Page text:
Readers of the New York Magazine (ones who don't read Slate, the New York Times Styles, Forbes, the San Francisco Chronicle, or Wired) now know there's a boom on. Writer Kurt Andersen spends three pages (well, the last page is two lines, like the last page of a dictated-length term paper) telling the same story as the other papers, but with the cluelessness with which the New York media glitterati always approach the Internet. It's like seeing USA Today redo a trend piece, but without the humility. So spare yourself the read and use the Valleywag Lazy News Edition.
Wired News runs a trend story (journalism rule #42: three weak stories make a trend story) on antisocial networking. The tipping point: Full-blown parody site Snubster. It's the Hot New Joke (and by "new" I mean "dated as 'I'm Rick James, bitch'") that's turning into a healthy little community. It's not the first joke-cum-business.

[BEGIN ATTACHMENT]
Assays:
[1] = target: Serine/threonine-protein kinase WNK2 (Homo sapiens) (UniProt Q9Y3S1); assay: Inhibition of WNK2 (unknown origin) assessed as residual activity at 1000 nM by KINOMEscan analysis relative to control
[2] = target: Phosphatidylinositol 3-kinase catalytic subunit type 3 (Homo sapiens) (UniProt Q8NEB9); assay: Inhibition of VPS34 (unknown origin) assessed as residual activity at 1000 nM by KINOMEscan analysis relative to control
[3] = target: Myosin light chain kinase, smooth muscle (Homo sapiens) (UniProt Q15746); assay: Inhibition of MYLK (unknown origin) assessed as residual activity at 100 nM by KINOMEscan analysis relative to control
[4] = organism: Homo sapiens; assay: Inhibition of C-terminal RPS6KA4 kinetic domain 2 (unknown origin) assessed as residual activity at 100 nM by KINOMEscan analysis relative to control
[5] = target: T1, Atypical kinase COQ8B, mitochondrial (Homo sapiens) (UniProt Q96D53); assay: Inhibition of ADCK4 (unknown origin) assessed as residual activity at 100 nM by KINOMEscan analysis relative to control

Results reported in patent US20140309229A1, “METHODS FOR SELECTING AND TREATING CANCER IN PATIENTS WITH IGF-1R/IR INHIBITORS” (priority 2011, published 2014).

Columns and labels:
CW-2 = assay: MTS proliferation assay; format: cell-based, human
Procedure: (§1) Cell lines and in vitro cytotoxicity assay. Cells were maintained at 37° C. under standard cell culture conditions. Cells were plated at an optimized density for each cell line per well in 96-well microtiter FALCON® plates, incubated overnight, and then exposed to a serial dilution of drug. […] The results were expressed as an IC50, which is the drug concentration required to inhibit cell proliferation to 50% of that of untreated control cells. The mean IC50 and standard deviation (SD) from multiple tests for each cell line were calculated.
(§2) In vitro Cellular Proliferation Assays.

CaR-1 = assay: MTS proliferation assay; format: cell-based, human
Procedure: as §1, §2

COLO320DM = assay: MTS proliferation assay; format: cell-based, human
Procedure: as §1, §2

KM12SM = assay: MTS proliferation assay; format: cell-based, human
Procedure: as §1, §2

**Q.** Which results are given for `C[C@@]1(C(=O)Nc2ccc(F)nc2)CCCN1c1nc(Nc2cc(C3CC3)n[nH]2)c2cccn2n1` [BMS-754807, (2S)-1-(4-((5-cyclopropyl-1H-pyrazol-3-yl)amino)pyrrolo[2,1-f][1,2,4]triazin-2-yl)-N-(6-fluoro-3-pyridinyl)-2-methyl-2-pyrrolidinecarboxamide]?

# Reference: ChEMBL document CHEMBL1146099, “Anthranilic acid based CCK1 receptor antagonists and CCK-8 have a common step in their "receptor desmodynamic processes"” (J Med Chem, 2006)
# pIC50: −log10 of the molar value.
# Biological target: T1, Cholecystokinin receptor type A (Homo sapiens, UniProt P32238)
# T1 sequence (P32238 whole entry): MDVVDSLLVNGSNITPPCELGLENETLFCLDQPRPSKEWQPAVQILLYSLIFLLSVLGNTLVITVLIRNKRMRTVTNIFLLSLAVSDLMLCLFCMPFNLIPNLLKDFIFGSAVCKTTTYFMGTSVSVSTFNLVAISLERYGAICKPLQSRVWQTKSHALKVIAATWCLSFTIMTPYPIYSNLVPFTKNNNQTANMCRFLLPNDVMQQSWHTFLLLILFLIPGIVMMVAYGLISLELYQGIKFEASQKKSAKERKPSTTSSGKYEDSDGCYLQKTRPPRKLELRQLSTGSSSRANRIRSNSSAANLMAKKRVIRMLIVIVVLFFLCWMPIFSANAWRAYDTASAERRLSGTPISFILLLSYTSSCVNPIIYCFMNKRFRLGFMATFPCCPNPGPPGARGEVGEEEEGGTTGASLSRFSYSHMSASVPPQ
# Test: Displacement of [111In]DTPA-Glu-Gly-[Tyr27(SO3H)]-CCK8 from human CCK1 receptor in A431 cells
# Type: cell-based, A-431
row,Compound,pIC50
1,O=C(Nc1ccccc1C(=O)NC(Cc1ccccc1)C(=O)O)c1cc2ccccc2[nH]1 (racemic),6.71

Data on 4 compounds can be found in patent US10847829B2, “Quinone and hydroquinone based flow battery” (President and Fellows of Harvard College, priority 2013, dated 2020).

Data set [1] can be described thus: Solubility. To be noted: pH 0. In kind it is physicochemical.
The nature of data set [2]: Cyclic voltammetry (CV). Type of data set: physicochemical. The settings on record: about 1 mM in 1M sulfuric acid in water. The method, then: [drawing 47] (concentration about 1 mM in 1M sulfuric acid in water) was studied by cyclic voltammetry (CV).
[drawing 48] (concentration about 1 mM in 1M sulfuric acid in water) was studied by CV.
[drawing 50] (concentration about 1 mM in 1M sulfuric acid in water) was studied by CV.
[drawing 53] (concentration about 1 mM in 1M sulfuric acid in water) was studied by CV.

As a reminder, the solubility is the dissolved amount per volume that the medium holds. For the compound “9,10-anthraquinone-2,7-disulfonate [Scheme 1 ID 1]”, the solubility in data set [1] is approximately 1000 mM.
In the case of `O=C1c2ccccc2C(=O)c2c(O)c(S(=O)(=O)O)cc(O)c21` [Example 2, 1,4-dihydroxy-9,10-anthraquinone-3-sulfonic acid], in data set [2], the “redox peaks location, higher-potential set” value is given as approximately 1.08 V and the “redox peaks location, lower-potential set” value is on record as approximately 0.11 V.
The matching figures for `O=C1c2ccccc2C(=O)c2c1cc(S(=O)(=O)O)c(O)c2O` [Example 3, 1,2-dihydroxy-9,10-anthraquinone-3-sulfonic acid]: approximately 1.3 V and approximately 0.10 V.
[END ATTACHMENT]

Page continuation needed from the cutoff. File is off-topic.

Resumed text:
Loan site Prosper wants everyone to know it's no Zopa. When Valley venture blog alarm:clock asked why Benchmark Capital invested in two competing loan companies, Prosper whipped up a little chart showing what it's got that its UK counterpart doesn't: collection agency options, public listings, whiter teeth and cooler toys.
Everyone knows that Caterina Fake and Stewart Butterfield were made for pretty photos. Flickr's founding couple does a great job sexing up the cover of the latest Newsweek as the poster children for the new feel of the Net. In case you missed the last three years of what Newsweek calls "the Living Web," here's an intro to the cast.
BusinessWeek writer Steve Rosenbush is the latest sipper of the Facebook Kool-Aid, putting a positive spin on its "sell for $2 billion" plan in his latest article. (Tuesday morning drinking game: take a shot every time he follows a doubt with a "but" — as in, "Facebook doesn't match the scale of MySpace, but...")